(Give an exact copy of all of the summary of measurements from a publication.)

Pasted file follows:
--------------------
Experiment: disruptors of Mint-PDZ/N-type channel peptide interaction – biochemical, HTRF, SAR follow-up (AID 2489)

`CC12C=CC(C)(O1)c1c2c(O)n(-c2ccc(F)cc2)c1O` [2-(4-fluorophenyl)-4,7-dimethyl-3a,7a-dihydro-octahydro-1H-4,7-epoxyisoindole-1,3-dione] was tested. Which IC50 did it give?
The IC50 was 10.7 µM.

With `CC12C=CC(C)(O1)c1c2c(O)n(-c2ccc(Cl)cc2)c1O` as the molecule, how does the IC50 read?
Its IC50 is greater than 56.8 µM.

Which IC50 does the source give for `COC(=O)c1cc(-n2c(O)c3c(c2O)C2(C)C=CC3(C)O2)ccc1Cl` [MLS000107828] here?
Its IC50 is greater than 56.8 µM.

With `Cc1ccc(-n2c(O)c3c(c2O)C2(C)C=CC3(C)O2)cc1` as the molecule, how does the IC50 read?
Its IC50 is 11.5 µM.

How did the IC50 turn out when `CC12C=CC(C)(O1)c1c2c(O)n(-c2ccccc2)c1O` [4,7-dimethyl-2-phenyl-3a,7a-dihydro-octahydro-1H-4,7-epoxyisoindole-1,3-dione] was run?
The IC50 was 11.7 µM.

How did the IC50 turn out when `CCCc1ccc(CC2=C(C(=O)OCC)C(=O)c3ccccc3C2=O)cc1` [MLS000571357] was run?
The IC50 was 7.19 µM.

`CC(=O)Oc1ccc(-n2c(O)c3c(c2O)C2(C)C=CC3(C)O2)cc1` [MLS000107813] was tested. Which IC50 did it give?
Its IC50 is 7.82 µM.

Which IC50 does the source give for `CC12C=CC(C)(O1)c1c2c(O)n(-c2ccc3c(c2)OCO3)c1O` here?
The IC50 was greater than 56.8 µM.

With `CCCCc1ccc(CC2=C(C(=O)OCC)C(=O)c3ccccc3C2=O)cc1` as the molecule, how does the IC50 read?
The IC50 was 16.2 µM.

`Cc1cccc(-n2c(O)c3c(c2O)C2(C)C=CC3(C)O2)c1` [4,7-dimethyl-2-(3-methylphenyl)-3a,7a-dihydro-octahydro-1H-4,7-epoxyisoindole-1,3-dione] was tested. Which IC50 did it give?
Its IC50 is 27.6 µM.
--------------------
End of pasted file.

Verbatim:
Experiment: disruptors of Mint-PDZ/N-type channel peptide interaction – biochemical, HTRF, SAR follow-up (AID 2489)

`CC12C=CC(C)(O1)c1c2c(O)n(-c2ccc(F)cc2)c1O` [2-(4-fluorophenyl)-4,7-dimethyl-3a,7a-dihydro-octahydro-1H-4,7-epoxyisoindole-1,3-dione] was tested. Which IC50 did it give?
The IC50 was 10.7 µM.

With `CC12C=CC(C)(O1)c1c2c(O)n(-c2ccc(Cl)cc2)c1O` as the molecule, how does the IC50 read?
Its IC50 is greater than 56.8 µM.

Which IC50 does the source give for `COC(=O)c1cc(-n2c(O)c3c(c2O)C2(C)C=CC3(C)O2)ccc1Cl` [MLS000107828] here?
Its IC50 is greater than 56.8 µM.

With `Cc1ccc(-n2c(O)c3c(c2O)C2(C)C=CC3(C)O2)cc1` as the molecule, how does the IC50 read?
Its IC50 is 11.5 µM.

How did the IC50 turn out when `CC12C=CC(C)(O1)c1c2c(O)n(-c2ccccc2)c1O` [4,7-dimethyl-2-phenyl-3a,7a-dihydro-octahydro-1H-4,7-epoxyisoindole-1,3-dione] was run?
The IC50 was 11.7 µM.

How did the IC50 turn out when `CCCc1ccc(CC2=C(C(=O)OCC)C(=O)c3ccccc3C2=O)cc1` [MLS000571357] was run?
The IC50 was 7.19 µM.

`CC(=O)Oc1ccc(-n2c(O)c3c(c2O)C2(C)C=CC3(C)O2)cc1` [MLS000107813] was tested. Which IC50 did it give?
Its IC50 is 7.82 µM.

Which IC50 does the source give for `CC12C=CC(C)(O1)c1c2c(O)n(-c2ccc3c(c2)OCO3)c1O` here?
The IC50 was greater than 56.8 µM.

With `CCCCc1ccc(CC2=C(C(=O)OCC)C(=O)c3ccccc3C2=O)cc1` as the molecule, how does the IC50 read?
The IC50 was 16.2 µM.

`Cc1cccc(-n2c(O)c3c(c2O)C2(C)C=CC3(C)O2)c1` [4,7-dimethyl-2-(3-methylphenyl)-3a,7a-dihydro-octahydro-1H-4,7-epoxyisoindole-1,3-dione] was tested. Which IC50 did it give?
Its IC50 is 27.6 µM.